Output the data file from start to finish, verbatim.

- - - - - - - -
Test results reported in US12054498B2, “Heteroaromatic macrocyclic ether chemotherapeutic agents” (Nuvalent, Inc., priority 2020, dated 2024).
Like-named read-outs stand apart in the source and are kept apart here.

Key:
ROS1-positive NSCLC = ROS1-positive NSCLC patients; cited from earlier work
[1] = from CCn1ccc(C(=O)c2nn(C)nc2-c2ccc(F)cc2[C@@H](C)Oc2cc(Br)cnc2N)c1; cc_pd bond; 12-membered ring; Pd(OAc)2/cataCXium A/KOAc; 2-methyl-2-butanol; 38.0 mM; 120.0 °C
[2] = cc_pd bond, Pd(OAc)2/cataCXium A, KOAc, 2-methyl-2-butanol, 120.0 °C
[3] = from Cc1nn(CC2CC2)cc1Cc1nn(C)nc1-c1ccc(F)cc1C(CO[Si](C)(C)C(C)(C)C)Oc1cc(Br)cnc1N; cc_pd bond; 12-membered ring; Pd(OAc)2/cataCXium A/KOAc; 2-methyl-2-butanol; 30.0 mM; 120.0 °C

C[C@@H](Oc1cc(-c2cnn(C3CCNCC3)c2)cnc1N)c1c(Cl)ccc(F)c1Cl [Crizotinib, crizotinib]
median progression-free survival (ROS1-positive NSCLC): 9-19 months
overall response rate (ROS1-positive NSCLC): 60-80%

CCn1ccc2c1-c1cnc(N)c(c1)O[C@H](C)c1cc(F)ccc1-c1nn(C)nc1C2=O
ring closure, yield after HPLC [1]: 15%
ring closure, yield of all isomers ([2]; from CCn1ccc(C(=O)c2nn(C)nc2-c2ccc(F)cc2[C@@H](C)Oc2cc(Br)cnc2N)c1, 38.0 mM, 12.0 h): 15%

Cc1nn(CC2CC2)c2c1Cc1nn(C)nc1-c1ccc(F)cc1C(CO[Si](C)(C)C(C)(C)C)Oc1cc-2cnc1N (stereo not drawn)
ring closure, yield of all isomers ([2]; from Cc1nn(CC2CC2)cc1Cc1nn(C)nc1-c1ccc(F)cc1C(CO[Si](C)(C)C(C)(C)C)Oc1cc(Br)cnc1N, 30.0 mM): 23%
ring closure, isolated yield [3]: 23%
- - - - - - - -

Test results reported in US12054498B2, “Heteroaromatic macrocyclic ether chemotherapeutic agents” (Nuvalent, Inc., priority 2020, dated 2024).
Like-named read-outs stand apart in the source and are kept apart here.

Key:
ROS1-positive NSCLC = ROS1-positive NSCLC patients; cited from earlier work
[1] = from CCn1ccc(C(=O)c2nn(C)nc2-c2ccc(F)cc2[C@@H](C)Oc2cc(Br)cnc2N)c1; cc_pd bond; 12-membered ring; Pd(OAc)2/cataCXium A/KOAc; 2-methyl-2-butanol; 38.0 mM; 120.0 °C
[2] = cc_pd bond, Pd(OAc)2/cataCXium A, KOAc, 2-methyl-2-butanol, 120.0 °C
[3] = from Cc1nn(CC2CC2)cc1Cc1nn(C)nc1-c1ccc(F)cc1C(CO[Si](C)(C)C(C)(C)C)Oc1cc(Br)cnc1N; cc_pd bond; 12-membered ring; Pd(OAc)2/cataCXium A/KOAc; 2-methyl-2-butanol; 30.0 mM; 120.0 °C

C[C@@H](Oc1cc(-c2cnn(C3CCNCC3)c2)cnc1N)c1c(Cl)ccc(F)c1Cl [Crizotinib, crizotinib]
median progression-free survival (ROS1-positive NSCLC): 9-19 months
overall response rate (ROS1-positive NSCLC): 60-80%

CCn1ccc2c1-c1cnc(N)c(c1)O[C@H](C)c1cc(F)ccc1-c1nn(C)nc1C2=O
ring closure, yield after HPLC [1]: 15%
ring closure, yield of all isomers ([2]; from CCn1ccc(C(=O)c2nn(C)nc2-c2ccc(F)cc2[C@@H](C)Oc2cc(Br)cnc2N)c1, 38.0 mM, 12.0 h): 15%

Cc1nn(CC2CC2)c2c1Cc1nn(C)nc1-c1ccc(F)cc1C(CO[Si](C)(C)C(C)(C)C)Oc1cc-2cnc1N (stereo not drawn)
ring closure, yield of all isomers ([2]; from Cc1nn(CC2CC2)cc1Cc1nn(C)nc1-c1ccc(F)cc1C(CO[Si](C)(C)C(C)(C)C)Oc1cc(Br)cnc1N, 30.0 mM): 23%
ring closure, isolated yield [3]: 23%